Intellectual property patent status

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Pending

Users of Autonomous Underwater Vehicles (AUVs) often face limitations when operating vehicles in the field, with detrimental effects on mission planning, power consumption, scalability, vehicle safety, cost, and more. A new technological development has been created which enhances these capabilities and mitigates risks around deployment.

NOC anchoring system background

Background

Without the ability to anchor an AUV to the seabed, the scope and success of deployment can often depend upon favourable weather conditions. This – coupled with a dependency on battery power – creates substantial limitations on effective planning and execution. The lack of an innovative, risk-free anchoring solution for AUVs also increases the chance of an AUV being trapped on the seabed, with significant losses of cost and data collection at stake, as well as environmental pollution.

It was essential for seabed anchoring to be enabled and designed in a way for AUVs to mitigate these issues.

The solution

Developed by the National Oceanography Centre (NOC), the Anchor System represents a significant milestone in underwater technology and research. This innovation allows for multiple anchoring events of the same vessel – a solution for long-duration research and survey missions requiring underwater vehicles.

Repeated anchoring to the seafloor enables these vehicles to hibernate between work intervals and during unfavourable weather conditions. This technology can also lead to cost reduction by extending on-site mission durations and conserving battery power, as well as lowering the risk of an AUV and its collected data going missing.

How it works: the anchor compartment of the AUV is flooded, making the vessel negatively buoyant so that it sinks. Once the anchor hits the seabed, the AUV returns to positive buoyancy and rides clear, operating in low power mode to either hibernate or carry out passive monitoring as required. Once the AUV is due to continue its mission, the anchor tether is released.

Key benefits

  • This technology unlocks optimised mission planning, allowing the user to schedule launches and hibernation periods for underwater vehicles, ensuring they are primed and ready in ideal conditions – making operations more efficient and less weather-dependent.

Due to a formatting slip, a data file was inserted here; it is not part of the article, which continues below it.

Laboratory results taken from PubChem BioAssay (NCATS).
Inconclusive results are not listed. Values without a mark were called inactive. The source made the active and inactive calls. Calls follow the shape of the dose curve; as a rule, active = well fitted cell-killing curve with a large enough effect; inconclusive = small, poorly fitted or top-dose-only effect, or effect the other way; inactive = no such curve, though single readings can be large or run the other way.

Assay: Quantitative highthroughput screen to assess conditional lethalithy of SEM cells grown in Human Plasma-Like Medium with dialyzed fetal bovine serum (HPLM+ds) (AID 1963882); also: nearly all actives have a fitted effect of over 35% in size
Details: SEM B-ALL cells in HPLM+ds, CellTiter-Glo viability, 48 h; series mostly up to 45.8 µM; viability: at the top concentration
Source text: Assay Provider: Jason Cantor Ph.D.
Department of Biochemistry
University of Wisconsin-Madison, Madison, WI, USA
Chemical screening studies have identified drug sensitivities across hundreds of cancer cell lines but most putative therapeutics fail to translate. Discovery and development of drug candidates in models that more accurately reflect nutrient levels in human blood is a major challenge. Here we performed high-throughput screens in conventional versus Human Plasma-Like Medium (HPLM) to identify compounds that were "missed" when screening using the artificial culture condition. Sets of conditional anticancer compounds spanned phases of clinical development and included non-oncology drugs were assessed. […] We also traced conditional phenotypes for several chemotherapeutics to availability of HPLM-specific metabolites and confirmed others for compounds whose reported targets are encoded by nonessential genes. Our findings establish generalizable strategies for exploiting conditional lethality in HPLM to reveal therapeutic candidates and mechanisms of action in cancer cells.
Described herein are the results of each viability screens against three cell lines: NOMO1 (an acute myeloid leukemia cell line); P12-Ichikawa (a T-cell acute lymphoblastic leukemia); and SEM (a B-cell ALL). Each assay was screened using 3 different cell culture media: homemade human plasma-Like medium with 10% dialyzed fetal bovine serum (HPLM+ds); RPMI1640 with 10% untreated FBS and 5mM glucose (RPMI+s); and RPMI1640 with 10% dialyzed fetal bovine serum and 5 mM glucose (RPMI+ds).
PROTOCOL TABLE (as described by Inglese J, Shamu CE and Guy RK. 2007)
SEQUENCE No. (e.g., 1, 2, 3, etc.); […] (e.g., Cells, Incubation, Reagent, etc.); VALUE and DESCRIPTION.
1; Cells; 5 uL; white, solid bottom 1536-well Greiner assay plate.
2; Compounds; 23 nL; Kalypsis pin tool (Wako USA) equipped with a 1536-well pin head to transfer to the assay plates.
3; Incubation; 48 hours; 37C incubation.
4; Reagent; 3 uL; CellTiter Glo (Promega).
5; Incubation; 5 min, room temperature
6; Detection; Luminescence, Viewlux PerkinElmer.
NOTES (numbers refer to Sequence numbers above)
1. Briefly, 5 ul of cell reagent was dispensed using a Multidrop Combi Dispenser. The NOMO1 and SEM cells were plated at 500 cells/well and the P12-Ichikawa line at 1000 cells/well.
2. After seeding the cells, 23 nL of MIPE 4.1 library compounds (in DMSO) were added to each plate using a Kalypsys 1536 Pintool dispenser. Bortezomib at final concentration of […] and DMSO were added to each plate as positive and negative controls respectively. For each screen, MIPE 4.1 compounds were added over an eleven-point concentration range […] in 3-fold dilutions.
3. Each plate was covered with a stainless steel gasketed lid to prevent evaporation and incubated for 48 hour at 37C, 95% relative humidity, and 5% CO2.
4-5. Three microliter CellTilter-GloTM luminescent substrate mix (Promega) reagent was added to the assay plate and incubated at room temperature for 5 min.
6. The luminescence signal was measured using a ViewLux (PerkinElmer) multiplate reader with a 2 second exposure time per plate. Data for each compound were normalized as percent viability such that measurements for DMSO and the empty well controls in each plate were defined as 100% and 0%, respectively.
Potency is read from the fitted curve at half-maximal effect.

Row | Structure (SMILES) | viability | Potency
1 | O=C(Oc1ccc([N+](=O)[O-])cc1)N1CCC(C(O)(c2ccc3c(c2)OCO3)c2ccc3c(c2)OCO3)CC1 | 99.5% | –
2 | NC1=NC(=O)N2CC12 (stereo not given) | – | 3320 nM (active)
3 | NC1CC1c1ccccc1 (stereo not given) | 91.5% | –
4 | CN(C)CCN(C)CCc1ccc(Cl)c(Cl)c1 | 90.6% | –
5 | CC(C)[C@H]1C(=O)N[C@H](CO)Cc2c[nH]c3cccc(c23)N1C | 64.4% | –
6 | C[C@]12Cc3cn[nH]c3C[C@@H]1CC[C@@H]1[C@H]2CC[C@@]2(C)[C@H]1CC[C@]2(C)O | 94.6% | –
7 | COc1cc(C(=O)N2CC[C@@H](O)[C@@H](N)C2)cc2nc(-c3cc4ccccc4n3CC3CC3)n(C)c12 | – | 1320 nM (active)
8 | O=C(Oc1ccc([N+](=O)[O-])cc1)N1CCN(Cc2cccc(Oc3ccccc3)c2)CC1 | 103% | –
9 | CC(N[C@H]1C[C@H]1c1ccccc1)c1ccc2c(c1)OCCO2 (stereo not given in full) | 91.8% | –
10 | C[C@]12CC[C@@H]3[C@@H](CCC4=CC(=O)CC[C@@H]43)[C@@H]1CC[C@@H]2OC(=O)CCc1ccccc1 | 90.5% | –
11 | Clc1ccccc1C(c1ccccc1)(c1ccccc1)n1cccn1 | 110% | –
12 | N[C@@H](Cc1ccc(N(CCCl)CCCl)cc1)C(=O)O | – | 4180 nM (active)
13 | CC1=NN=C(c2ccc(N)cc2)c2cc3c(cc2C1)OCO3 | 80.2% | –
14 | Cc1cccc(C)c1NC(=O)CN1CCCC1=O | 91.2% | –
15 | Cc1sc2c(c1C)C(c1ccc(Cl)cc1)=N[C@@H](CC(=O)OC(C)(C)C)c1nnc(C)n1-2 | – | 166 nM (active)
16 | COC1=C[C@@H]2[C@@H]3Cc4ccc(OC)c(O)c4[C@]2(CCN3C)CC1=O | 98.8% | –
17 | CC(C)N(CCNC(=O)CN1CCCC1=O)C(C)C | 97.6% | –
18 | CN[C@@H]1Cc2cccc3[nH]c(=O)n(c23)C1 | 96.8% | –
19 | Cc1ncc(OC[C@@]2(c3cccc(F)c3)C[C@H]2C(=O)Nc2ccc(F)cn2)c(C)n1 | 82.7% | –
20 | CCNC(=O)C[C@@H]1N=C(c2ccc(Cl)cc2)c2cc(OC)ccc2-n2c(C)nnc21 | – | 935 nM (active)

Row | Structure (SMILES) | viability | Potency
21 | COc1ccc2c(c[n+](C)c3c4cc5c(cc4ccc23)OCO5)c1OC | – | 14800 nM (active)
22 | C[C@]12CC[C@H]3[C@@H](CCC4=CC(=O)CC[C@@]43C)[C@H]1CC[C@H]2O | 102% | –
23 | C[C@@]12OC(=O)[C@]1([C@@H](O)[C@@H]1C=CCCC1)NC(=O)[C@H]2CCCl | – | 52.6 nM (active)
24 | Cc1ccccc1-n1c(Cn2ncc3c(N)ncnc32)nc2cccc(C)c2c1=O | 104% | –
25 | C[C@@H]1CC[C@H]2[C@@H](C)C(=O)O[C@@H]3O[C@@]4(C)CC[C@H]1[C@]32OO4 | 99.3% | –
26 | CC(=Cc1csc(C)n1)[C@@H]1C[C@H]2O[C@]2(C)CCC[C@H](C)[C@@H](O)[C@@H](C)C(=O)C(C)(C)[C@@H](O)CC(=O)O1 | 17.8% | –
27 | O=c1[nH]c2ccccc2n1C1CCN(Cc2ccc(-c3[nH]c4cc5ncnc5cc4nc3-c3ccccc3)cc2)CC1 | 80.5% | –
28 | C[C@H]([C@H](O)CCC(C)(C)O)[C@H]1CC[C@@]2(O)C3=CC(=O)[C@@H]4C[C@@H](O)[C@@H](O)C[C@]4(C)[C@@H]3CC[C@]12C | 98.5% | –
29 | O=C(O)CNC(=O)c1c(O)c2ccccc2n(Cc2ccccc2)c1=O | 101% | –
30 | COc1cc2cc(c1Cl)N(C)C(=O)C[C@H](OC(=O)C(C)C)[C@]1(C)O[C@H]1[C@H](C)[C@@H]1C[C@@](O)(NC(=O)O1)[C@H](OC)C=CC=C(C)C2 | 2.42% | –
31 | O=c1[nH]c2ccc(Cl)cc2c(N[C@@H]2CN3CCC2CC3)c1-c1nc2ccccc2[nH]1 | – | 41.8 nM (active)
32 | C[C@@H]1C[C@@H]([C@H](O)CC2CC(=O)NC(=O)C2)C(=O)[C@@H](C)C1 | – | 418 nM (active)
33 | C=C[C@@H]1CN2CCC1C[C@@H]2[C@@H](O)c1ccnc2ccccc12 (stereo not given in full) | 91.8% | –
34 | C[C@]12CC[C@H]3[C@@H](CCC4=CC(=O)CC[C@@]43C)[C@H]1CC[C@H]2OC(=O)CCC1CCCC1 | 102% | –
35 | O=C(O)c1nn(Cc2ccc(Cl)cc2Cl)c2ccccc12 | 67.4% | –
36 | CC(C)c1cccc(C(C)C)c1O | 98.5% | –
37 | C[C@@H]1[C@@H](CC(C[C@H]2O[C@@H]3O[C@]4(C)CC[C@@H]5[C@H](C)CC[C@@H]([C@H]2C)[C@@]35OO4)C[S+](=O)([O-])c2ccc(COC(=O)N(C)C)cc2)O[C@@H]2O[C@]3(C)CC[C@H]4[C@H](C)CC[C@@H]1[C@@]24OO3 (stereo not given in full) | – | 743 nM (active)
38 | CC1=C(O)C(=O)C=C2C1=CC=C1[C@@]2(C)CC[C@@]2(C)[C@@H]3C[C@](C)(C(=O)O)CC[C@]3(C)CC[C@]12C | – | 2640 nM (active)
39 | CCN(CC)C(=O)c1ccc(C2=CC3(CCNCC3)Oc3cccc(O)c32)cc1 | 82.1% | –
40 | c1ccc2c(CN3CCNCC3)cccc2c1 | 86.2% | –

• Minimal power consumption is required.
  • The system can be retrofitted to existing underwater vehicles, maximising capability without a full overhaul.
  • The system is scalable and can be made to fit a wide variety of vessel sizes.
  • Enhanced vehicle safety – minimising the risk of vehicle loss during missions.
  • Its low-cost, simple, straightforward design ensures reliability and ease of use.
NOC anchoring system image 1

Potential applications

NOC anchoring system applications

Oceanographic and environmental applications

The Anchor System has a wide range of useful applications, including but not limited to: oceanographic research, environmental monitoring and surveying, offshore energy exploration, pipeline inspection, and underwater archaeology. This is applicable to both optimising operational capacity in active missions, where it would be beneficial to have the ability to anchor to the seabed for battery saving between tasks, and for static missions, where the AUV stays in one set location and monitors its immediate environment (such as listening to marine life). An anchored AUV is virtually silent compared with the acoustic noise from operating thrusters, and therefore mitigates disturbance and disruptions around it, leading to more accurate readings.

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